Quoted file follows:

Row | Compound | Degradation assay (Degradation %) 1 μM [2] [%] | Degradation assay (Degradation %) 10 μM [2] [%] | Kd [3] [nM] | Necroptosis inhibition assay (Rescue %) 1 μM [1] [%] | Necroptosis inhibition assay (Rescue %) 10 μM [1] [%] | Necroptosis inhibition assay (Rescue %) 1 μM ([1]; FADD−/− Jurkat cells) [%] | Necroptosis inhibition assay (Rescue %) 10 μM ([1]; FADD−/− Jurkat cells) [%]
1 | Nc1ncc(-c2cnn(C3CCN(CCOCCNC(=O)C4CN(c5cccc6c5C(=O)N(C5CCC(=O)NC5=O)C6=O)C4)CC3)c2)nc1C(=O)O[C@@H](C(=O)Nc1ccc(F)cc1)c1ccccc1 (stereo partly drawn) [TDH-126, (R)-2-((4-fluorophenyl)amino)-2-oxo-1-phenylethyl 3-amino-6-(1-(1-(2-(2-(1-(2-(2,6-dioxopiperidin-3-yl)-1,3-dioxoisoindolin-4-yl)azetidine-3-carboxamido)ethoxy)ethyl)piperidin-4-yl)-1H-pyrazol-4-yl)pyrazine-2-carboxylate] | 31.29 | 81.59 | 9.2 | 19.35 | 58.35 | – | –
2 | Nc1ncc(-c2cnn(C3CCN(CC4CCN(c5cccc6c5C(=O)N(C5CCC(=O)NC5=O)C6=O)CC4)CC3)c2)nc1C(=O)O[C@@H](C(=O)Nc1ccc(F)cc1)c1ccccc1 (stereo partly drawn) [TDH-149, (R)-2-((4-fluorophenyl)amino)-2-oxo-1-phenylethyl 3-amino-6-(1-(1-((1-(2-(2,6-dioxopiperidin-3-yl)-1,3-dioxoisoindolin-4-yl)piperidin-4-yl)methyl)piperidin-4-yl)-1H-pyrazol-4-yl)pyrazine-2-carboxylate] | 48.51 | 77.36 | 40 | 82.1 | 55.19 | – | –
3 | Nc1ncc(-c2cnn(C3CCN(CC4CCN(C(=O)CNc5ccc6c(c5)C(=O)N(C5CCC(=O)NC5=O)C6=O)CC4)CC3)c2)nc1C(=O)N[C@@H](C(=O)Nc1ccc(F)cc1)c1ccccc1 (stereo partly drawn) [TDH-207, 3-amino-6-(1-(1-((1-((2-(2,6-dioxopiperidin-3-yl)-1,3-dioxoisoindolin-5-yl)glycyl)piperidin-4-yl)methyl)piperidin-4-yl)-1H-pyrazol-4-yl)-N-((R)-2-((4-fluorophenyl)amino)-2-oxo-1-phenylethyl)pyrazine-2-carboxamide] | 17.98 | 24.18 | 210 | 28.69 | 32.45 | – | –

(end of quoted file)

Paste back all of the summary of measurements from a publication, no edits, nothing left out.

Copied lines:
Row | Compound | Degradation assay (Degradation %) 1 μM [2] [%] | Degradation assay (Degradation %) 10 μM [2] [%] | Kd [3] [nM] | Necroptosis inhibition assay (Rescue %) 1 μM [1] [%] | Necroptosis inhibition assay (Rescue %) 10 μM [1] [%] | Necroptosis inhibition assay (Rescue %) 1 μM ([1]; FADD−/− Jurkat cells) [%] | Necroptosis inhibition assay (Rescue %) 10 μM ([1]; FADD−/− Jurkat cells) [%]
1 | Nc1ncc(-c2cnn(C3CCN(CCOCCNC(=O)C4CN(c5cccc6c5C(=O)N(C5CCC(=O)NC5=O)C6=O)C4)CC3)c2)nc1C(=O)O[C@@H](C(=O)Nc1ccc(F)cc1)c1ccccc1 (stereo partly drawn) [TDH-126, (R)-2-((4-fluorophenyl)amino)-2-oxo-1-phenylethyl 3-amino-6-(1-(1-(2-(2-(1-(2-(2,6-dioxopiperidin-3-yl)-1,3-dioxoisoindolin-4-yl)azetidine-3-carboxamido)ethoxy)ethyl)piperidin-4-yl)-1H-pyrazol-4-yl)pyrazine-2-carboxylate] | 31.29 | 81.59 | 9.2 | 19.35 | 58.35 | – | –
2 | Nc1ncc(-c2cnn(C3CCN(CC4CCN(c5cccc6c5C(=O)N(C5CCC(=O)NC5=O)C6=O)CC4)CC3)c2)nc1C(=O)O[C@@H](C(=O)Nc1ccc(F)cc1)c1ccccc1 (stereo partly drawn) [TDH-149, (R)-2-((4-fluorophenyl)amino)-2-oxo-1-phenylethyl 3-amino-6-(1-(1-((1-(2-(2,6-dioxopiperidin-3-yl)-1,3-dioxoisoindolin-4-yl)piperidin-4-yl)methyl)piperidin-4-yl)-1H-pyrazol-4-yl)pyrazine-2-carboxylate] | 48.51 | 77.36 | 40 | 82.1 | 55.19 | – | –
3 | Nc1ncc(-c2cnn(C3CCN(CC4CCN(C(=O)CNc5ccc6c(c5)C(=O)N(C5CCC(=O)NC5=O)C6=O)CC4)CC3)c2)nc1C(=O)N[C@@H](C(=O)Nc1ccc(F)cc1)c1ccccc1 (stereo partly drawn) [TDH-207, 3-amino-6-(1-(1-((1-((2-(2,6-dioxopiperidin-3-yl)-1,3-dioxoisoindolin-5-yl)glycyl)piperidin-4-yl)methyl)piperidin-4-yl)-1H-pyrazol-4-yl)-N-((R)-2-((4-fluorophenyl)amino)-2-oxo-1-phenylethyl)pyrazine-2-carboxamide] | 17.98 | 24.18 | 210 | 28.69 | 32.45 | – | –